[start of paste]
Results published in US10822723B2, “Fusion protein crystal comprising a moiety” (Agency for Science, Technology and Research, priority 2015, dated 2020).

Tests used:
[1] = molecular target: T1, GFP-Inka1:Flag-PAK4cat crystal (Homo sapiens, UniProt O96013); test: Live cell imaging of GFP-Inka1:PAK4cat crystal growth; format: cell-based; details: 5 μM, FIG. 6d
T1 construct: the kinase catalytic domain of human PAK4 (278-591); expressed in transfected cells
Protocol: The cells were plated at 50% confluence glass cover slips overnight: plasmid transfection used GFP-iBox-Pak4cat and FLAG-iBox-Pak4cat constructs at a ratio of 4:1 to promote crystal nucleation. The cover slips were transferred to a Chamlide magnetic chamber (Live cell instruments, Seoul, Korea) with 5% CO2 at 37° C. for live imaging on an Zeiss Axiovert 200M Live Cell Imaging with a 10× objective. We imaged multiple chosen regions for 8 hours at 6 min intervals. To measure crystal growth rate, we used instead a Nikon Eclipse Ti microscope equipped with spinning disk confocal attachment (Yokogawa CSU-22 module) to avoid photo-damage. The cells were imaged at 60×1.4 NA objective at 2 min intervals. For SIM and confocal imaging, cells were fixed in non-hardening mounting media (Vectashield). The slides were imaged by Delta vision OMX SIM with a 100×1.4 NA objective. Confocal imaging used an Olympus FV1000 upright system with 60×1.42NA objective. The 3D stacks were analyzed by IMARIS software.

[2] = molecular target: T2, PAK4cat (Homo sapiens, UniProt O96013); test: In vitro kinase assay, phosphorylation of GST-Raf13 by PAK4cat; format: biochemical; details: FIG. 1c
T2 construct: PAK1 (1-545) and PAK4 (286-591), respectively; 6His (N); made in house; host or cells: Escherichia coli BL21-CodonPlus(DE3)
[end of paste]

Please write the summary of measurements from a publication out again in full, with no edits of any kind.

Results published in US10822723B2, “Fusion protein crystal comprising a moiety” (Agency for Science, Technology and Research, priority 2015, dated 2020).

Tests used:
[1] = molecular target: T1, GFP-Inka1:Flag-PAK4cat crystal (Homo sapiens, UniProt O96013); test: Live cell imaging of GFP-Inka1:PAK4cat crystal growth; format: cell-based; details: 5 μM, FIG. 6d
T1 construct: the kinase catalytic domain of human PAK4 (278-591); expressed in transfected cells
Protocol: The cells were plated at 50% confluence glass cover slips overnight: plasmid transfection used GFP-iBox-Pak4cat and FLAG-iBox-Pak4cat constructs at a ratio of 4:1 to promote crystal nucleation. The cover slips were transferred to a Chamlide magnetic chamber (Live cell instruments, Seoul, Korea) with 5% CO2 at 37° C. for live imaging on an Zeiss Axiovert 200M Live Cell Imaging with a 10× objective. We imaged multiple chosen regions for 8 hours at 6 min intervals. To measure crystal growth rate, we used instead a Nikon Eclipse Ti microscope equipped with spinning disk confocal attachment (Yokogawa CSU-22 module) to avoid photo-damage. The cells were imaged at 60×1.4 NA objective at 2 min intervals. For SIM and confocal imaging, cells were fixed in non-hardening mounting media (Vectashield). The slides were imaged by Delta vision OMX SIM with a 100×1.4 NA objective. Confocal imaging used an Olympus FV1000 upright system with 60×1.42NA objective. The 3D stacks were analyzed by IMARIS software.

[2] = molecular target: T2, PAK4cat (Homo sapiens, UniProt O96013); test: In vitro kinase assay, phosphorylation of GST-Raf13 by PAK4cat; format: biochemical; details: FIG. 1c
T2 construct: PAK1 (1-545) and PAK4 (286-591), respectively; 6His (N); made in house; host or cells: Escherichia coli BL21-CodonPlus(DE3)